Infinite Series

Arithmetic and Geometric progressions.

Infinite Series

Postby Guest » Thu Nov 19, 2020 8:02 am

Prove that:
[tex]\sum_{x=1}^{\infty }\frac{1}{n^{x}} = \frac{1}{n-1}[/tex]

[tex]\sum_{x=1}^{\infty }\frac{1}{(-n)^{x}} = -\frac{1}{n+1}[/tex]

with all [tex]n[/tex] [tex](n \ne 0,n \in ℕ)[/tex]
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Re: Infinite Series

Postby HallsofIvy » Fri Jan 01, 2021 3:34 pm

Guest wrote:Prove that:
[tex]\sum_{x=1}^{\infty }\frac{1}{n^{x}} = \frac{1}{n-1}[/tex]

That isn't necessarily true! it requires that |n|< 1 and usually (not always) "n" represents a positive integer.
Do you know anything about "geometric series"?

A geometric series is one of the form [tex]\sum a^n[/tex]. It can be shown that for |a|< 1 that series converges. Suppose it converges to "S". That is, S= 1+ a+ a^2+ .... + a^n+ ... Then S- 1= a+ a^2+ ...+ a^n+ ...= a(1+ a+ ...+ a^(n-1)+ ...). But that last sum, since it goes to infinity, is again S. S- 1= aS so S- aS= (1- a)S= 1 and then S= 1/(1- a).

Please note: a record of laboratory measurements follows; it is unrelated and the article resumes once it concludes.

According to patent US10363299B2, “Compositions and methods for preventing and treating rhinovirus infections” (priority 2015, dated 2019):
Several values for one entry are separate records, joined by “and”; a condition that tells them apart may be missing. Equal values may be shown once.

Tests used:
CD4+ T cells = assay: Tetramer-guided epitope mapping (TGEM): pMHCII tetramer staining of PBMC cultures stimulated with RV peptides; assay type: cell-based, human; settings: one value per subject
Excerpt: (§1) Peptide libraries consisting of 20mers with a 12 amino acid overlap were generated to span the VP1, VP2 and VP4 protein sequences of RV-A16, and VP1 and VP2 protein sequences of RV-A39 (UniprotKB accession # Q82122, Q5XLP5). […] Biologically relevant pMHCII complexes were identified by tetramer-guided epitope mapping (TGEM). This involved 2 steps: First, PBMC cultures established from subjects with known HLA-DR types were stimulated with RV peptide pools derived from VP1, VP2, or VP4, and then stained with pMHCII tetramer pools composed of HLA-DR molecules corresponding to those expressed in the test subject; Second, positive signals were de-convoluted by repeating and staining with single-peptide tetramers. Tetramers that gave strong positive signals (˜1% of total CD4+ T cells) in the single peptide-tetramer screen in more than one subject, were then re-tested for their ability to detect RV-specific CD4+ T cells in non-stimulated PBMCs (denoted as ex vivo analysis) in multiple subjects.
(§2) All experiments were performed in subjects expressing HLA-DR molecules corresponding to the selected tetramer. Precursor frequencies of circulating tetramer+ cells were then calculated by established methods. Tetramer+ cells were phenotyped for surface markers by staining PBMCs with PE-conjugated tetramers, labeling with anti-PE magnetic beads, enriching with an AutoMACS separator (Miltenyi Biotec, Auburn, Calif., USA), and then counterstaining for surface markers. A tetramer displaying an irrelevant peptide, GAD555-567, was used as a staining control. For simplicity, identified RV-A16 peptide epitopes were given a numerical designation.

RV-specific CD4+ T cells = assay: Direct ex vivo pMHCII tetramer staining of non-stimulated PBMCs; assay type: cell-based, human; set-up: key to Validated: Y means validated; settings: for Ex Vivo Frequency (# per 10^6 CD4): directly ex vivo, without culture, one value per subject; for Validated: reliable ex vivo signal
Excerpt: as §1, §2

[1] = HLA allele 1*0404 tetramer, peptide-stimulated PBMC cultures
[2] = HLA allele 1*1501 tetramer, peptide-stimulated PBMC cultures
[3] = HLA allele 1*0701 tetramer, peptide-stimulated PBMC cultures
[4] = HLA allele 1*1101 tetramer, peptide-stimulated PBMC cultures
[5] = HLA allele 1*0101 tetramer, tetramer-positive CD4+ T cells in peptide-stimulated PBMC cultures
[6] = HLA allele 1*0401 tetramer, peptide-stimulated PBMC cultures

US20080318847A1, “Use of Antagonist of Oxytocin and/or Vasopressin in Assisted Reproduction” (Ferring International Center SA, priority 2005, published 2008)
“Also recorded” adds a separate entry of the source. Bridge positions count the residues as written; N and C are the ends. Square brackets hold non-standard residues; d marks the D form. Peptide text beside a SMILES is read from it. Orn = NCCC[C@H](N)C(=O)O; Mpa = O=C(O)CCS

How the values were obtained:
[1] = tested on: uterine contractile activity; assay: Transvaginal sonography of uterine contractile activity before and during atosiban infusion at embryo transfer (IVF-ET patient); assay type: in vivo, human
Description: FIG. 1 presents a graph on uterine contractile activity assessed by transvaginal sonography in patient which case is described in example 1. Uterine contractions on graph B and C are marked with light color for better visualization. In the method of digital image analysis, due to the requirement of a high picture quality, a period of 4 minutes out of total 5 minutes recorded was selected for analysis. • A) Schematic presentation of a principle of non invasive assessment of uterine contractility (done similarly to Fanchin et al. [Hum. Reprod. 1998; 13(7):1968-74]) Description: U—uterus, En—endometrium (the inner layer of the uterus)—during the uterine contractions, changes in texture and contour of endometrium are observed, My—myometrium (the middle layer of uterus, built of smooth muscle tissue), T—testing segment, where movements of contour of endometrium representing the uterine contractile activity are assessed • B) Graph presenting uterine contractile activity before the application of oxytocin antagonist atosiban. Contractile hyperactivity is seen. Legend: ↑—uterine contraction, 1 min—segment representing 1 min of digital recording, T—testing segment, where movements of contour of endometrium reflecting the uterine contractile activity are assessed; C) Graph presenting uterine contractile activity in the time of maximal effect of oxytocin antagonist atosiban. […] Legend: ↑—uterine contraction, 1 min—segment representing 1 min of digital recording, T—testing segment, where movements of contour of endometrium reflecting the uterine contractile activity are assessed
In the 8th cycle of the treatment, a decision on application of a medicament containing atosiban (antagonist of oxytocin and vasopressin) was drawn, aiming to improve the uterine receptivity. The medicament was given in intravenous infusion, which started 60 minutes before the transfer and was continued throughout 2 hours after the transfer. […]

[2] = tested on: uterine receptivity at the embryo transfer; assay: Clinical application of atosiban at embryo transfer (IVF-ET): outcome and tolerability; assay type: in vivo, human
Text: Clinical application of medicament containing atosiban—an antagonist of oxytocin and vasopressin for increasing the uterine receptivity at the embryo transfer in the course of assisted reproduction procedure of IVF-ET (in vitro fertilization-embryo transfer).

[tex]\sum_{x=1}^{\infty }\frac{1}{(-n)^{x}} = -\frac{1}{n+1}[/tex]

with all [tex]n[/tex] [tex](n \ne 0,n \in ℕ)[/tex]

Let a, above, be -n instead of n.

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